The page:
Vanguard: Describe how big a deal the Racial Justice Act is from your perspective.

Ash Kalra: The Racial Justice Act is landmark legislation, and making it retroactive was critical. I couldn’t have imagined of being a part of that, let alone authoring legislation like this during the years I was working as a public defender, if I had a legislative career. Gratefully, I’ve had dozens of bills, I’ve had dozens of meaningful bills signed to law, but if this is the only thing I was able to accomplish. I think it would be a career well spent.

About The Author

David Greenwald is the founder, editor, and executive director of the Davis Vanguard. He founded the Vanguard in 2006. David Greenwald moved to Davis in 1996 to attend Graduate School at UC Davis in Political Science. He lives in South Davis with his wife Cecilia Escamilla Greenwald and three children.

Related posts

2 Comments

  1. Jean-Jacques Surbeck

    Articles like this sound good but leave the full picture rather opaque for any citizen who is not in the “know” of what is actually at stake. When you read “But when you’re in the system, it’s sometimes hard to see it unless you really are intentional about it, particularly because no one wants to, wants to believe that they’re racist. But the thing about systemic racism is that it’s not about individual action it’s about the fact that the norm gets so entrenched that you can’t imagine, a world outside of it. And so in order to imagine that world removing racism, we have to all take a step back and see in what manner have we contributed to it.”, you cannot help but scratch your scalp. I keep hearing about the nefarious effect of “systemic racism”, but no one has bothered to explain what it is, with concrete examples. Additionally, what is the likely result of this new legislation going to be? The intent is noble – if I understand correctly – i.e. free individuals given unfair sentences because (allegedly) of their race rather than the seriousness of their crimes. Or will it only contribute to release many criminals who will return to preying on their fellow citizens? For a good example of how well  this approach worked, look no further than San Francisco and the policies of its irresponsible former DA Boudin.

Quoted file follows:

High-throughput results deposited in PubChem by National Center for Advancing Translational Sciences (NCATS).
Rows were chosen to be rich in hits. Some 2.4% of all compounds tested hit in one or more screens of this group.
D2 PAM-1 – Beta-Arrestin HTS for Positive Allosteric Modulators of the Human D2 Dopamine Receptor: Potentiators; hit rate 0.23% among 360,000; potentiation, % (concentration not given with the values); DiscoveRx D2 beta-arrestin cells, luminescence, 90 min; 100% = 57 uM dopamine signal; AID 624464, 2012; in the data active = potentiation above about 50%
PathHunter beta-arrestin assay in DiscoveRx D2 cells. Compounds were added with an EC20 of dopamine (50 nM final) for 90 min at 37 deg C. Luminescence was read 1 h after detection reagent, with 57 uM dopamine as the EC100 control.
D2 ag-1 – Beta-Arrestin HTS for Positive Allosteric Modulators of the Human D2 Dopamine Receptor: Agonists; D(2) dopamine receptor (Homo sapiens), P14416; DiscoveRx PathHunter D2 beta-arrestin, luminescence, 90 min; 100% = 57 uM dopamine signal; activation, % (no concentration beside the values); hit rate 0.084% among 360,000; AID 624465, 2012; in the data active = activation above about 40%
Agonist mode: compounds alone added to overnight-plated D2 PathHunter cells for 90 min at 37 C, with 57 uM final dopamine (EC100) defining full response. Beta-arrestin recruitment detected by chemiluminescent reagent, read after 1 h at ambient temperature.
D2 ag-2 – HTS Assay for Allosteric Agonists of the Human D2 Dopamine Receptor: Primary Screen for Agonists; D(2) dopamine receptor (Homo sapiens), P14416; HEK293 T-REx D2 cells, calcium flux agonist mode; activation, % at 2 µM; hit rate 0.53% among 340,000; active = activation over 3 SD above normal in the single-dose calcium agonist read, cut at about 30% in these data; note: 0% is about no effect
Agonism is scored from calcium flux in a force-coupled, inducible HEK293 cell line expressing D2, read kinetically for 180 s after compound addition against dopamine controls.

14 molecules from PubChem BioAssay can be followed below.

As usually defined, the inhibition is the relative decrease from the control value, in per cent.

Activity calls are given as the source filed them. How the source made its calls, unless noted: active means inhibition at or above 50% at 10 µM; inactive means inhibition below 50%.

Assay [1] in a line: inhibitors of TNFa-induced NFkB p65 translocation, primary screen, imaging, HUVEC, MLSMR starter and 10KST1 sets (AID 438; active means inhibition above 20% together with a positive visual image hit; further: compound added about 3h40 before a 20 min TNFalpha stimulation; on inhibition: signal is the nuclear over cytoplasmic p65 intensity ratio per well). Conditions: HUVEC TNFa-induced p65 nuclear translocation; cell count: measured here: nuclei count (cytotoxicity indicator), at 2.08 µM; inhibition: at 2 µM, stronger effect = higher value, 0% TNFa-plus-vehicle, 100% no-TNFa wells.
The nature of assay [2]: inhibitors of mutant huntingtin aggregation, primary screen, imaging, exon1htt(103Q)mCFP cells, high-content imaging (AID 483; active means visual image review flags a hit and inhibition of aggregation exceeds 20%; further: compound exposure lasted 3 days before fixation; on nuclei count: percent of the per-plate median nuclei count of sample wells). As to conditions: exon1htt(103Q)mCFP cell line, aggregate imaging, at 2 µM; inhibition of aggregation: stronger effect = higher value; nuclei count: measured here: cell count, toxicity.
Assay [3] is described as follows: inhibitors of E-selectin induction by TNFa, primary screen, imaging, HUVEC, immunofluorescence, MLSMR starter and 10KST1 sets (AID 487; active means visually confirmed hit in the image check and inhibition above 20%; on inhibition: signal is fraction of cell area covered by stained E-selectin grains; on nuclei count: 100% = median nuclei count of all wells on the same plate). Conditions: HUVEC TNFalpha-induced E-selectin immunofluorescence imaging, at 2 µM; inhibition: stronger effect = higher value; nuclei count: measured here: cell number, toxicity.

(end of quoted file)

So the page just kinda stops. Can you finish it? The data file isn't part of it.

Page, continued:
Leave a Reply

X Close

Newsletter Sign-Up

X Close

Monthly Subscriber Sign-Up

Enter the maximum amount you want to pay each month
$ USD
Sign up for